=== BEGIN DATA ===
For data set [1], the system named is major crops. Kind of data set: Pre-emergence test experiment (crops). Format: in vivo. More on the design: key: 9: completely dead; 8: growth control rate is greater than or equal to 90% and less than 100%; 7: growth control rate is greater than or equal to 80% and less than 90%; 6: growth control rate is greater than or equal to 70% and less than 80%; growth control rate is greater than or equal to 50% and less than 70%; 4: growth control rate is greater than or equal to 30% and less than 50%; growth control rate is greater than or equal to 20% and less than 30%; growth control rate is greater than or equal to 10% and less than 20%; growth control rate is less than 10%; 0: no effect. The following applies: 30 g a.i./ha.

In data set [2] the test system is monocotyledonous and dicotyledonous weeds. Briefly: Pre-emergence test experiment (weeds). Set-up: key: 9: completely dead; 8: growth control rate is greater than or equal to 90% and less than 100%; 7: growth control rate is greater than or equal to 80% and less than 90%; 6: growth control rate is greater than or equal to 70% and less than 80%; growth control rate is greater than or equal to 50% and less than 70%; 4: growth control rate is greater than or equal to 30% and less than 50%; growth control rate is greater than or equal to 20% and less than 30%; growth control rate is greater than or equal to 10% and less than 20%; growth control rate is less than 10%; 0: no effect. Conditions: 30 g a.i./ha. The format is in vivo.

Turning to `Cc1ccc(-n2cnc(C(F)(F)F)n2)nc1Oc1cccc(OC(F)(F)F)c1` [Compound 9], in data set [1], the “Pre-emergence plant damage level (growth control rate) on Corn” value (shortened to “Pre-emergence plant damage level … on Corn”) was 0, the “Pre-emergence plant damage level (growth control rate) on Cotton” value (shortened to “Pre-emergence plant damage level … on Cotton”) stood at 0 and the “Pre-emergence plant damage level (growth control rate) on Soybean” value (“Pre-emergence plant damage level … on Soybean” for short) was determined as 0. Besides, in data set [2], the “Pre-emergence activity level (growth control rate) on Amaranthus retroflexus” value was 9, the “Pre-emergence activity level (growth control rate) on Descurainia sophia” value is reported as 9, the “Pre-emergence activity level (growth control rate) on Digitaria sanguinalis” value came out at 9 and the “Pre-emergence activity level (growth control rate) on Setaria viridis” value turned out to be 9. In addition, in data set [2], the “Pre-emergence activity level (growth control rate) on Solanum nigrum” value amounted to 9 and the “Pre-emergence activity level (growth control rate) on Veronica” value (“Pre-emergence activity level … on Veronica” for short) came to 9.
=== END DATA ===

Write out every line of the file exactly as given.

For data set [1], the system named is major crops. Kind of data set: Pre-emergence test experiment (crops). Format: in vivo. More on the design: key: 9: completely dead; 8: growth control rate is greater than or equal to 90% and less than 100%; 7: growth control rate is greater than or equal to 80% and less than 90%; 6: growth control rate is greater than or equal to 70% and less than 80%; growth control rate is greater than or equal to 50% and less than 70%; 4: growth control rate is greater than or equal to 30% and less than 50%; growth control rate is greater than or equal to 20% and less than 30%; growth control rate is greater than or equal to 10% and less than 20%; growth control rate is less than 10%; 0: no effect. The following applies: 30 g a.i./ha.

In data set [2] the test system is monocotyledonous and dicotyledonous weeds. Briefly: Pre-emergence test experiment (weeds). Set-up: key: 9: completely dead; 8: growth control rate is greater than or equal to 90% and less than 100%; 7: growth control rate is greater than or equal to 80% and less than 90%; 6: growth control rate is greater than or equal to 70% and less than 80%; growth control rate is greater than or equal to 50% and less than 70%; 4: growth control rate is greater than or equal to 30% and less than 50%; growth control rate is greater than or equal to 20% and less than 30%; growth control rate is greater than or equal to 10% and less than 20%; growth control rate is less than 10%; 0: no effect. Conditions: 30 g a.i./ha. The format is in vivo.

Turning to `Cc1ccc(-n2cnc(C(F)(F)F)n2)nc1Oc1cccc(OC(F)(F)F)c1` [Compound 9], in data set [1], the “Pre-emergence plant damage level (growth control rate) on Corn” value (shortened to “Pre-emergence plant damage level … on Corn”) was 0, the “Pre-emergence plant damage level (growth control rate) on Cotton” value (shortened to “Pre-emergence plant damage level … on Cotton”) stood at 0 and the “Pre-emergence plant damage level (growth control rate) on Soybean” value (“Pre-emergence plant damage level … on Soybean” for short) was determined as 0. Besides, in data set [2], the “Pre-emergence activity level (growth control rate) on Amaranthus retroflexus” value was 9, the “Pre-emergence activity level (growth control rate) on Descurainia sophia” value is reported as 9, the “Pre-emergence activity level (growth control rate) on Digitaria sanguinalis” value came out at 9 and the “Pre-emergence activity level (growth control rate) on Setaria viridis” value turned out to be 9. In addition, in data set [2], the “Pre-emergence activity level (growth control rate) on Solanum nigrum” value amounted to 9 and the “Pre-emergence activity level (growth control rate) on Veronica” value (“Pre-emergence activity level … on Veronica” for short) came to 9.